The one thing all these cities have in common is they are all known for being conservative cities. You never see anybody mention these places unless its something negative yet the Seattles and Austins get nothing but praise. All of these cities have a lot to offer, yet get no respect especially on this forum. Why is this? Do conservatives really bother people so much they can't look beyond their elitism into what these cities really offer, or are these places just that bad?

P.S. I probably left some cities off this list that should be included. Feel free to add some.
Another thing this cities have in common is that they are all relatively small, for big cities. If you quickly scan the names of the cities, yes you know what and where they are, but what exactly is there?

Colorado Springs: Pikes Peak, Garden of the Gods, Church, Military
Salt Lake City: Utah Jazz, Mountains, Mormons
Oklahoma City: Bombing Memorial, uh, tornadoes?
Tulsa: ?, The Colorado Rockies AA baseball team
Little Rock: ? again, Arkansas State Capitol, a river?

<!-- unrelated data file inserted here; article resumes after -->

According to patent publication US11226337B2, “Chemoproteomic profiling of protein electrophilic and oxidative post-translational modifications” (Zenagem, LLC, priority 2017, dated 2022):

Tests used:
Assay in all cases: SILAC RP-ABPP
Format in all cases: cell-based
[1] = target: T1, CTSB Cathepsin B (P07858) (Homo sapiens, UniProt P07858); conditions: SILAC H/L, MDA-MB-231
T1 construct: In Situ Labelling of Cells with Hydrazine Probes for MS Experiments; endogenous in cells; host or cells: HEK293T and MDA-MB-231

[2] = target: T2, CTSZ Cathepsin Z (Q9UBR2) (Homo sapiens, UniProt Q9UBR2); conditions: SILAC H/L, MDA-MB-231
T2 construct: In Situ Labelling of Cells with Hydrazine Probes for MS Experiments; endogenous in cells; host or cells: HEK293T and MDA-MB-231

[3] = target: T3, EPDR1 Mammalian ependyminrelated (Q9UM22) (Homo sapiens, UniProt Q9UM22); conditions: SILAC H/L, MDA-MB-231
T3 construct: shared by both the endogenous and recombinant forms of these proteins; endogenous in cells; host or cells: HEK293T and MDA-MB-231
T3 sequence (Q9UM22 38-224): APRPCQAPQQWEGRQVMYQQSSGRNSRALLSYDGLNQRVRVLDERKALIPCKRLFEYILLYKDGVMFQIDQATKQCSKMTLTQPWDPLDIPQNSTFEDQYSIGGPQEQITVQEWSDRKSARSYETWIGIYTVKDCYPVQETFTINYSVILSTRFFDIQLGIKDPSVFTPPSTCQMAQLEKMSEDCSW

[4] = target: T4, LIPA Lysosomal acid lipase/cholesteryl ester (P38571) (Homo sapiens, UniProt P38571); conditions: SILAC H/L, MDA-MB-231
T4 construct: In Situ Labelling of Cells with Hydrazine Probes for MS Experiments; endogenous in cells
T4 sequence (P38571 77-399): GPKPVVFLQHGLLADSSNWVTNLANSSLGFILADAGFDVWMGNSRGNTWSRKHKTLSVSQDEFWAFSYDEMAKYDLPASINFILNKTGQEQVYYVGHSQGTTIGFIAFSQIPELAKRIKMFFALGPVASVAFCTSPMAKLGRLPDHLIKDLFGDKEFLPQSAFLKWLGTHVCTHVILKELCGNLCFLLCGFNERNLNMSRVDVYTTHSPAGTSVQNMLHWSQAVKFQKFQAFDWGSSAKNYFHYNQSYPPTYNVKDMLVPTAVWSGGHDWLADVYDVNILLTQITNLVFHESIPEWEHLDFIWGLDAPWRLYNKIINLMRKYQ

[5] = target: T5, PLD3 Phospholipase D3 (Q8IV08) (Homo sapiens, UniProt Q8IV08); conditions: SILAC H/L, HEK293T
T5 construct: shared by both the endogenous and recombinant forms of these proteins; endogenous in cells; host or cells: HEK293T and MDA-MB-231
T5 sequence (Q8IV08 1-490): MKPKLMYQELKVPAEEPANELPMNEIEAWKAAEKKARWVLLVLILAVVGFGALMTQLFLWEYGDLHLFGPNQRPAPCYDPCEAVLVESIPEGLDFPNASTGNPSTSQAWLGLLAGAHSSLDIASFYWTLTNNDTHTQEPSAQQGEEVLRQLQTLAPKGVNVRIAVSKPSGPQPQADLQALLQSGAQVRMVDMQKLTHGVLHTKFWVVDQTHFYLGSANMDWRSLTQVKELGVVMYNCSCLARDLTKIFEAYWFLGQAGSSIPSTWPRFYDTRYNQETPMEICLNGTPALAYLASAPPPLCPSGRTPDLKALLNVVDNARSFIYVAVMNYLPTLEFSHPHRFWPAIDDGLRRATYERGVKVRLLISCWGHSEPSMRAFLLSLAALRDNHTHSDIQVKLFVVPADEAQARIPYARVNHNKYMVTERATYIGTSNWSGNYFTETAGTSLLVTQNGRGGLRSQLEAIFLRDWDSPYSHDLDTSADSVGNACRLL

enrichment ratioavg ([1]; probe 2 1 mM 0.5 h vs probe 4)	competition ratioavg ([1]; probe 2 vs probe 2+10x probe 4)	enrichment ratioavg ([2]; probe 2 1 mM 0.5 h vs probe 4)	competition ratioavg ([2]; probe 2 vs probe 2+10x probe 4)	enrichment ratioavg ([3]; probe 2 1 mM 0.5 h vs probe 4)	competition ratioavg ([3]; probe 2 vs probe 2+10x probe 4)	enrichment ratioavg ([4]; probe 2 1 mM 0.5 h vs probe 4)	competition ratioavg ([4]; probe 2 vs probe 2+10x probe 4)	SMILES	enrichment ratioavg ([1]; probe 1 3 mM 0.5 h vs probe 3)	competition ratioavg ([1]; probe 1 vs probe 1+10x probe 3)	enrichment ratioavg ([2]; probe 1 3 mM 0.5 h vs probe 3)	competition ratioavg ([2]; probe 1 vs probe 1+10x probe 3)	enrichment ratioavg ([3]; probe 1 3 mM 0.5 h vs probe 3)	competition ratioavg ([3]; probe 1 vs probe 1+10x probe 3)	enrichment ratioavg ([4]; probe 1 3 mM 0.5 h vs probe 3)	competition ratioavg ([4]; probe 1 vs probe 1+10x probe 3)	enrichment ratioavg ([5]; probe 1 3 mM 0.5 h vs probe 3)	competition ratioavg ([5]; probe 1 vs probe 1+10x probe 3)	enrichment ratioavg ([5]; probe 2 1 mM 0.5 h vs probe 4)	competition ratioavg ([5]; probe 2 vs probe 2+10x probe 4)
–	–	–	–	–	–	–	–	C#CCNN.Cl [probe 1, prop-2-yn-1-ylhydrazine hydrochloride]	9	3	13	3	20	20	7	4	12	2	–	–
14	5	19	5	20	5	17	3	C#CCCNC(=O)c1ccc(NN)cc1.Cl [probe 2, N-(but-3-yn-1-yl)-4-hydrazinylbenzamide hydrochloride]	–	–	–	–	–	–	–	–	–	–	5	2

Virginia Beach: Military, a beach, case study of suburban sprawl
Wichita: Planes.......planes........planes.....???

This is all that came off the top of my head when thinking of these places, but I've only been to the first two. The fact that many people probably can't equate name with anything known, special or popular is the reason why these places don't get much love.

Conservatives, for the most part tend to live in cities like those, or in suburbs of major cities, small towns, or in rural areas. Most big cities are liberal, even if they are in red counties or states. Many conservatives don't live in cities, which is why I think their "cities" don't get much love to begin with, because they are mostly suburbs, or cities designed with a suburban template, which IMO isn't enough to garner "love", because for the most part they are designed to be functional, not interesting.
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Old 08-16-2008, 10:31 PM
 
Location: RVA
2,418 posts, read 4,196,898 times
Reputation: 1195
Another reason is that most cities are populated by forward-thinking individuals who don't care about things like who marries whom. Life would be ten times more interesting without social conservatives. I guess it's just a matter of time.

Salt Lake City is the creepiest place I've ever been.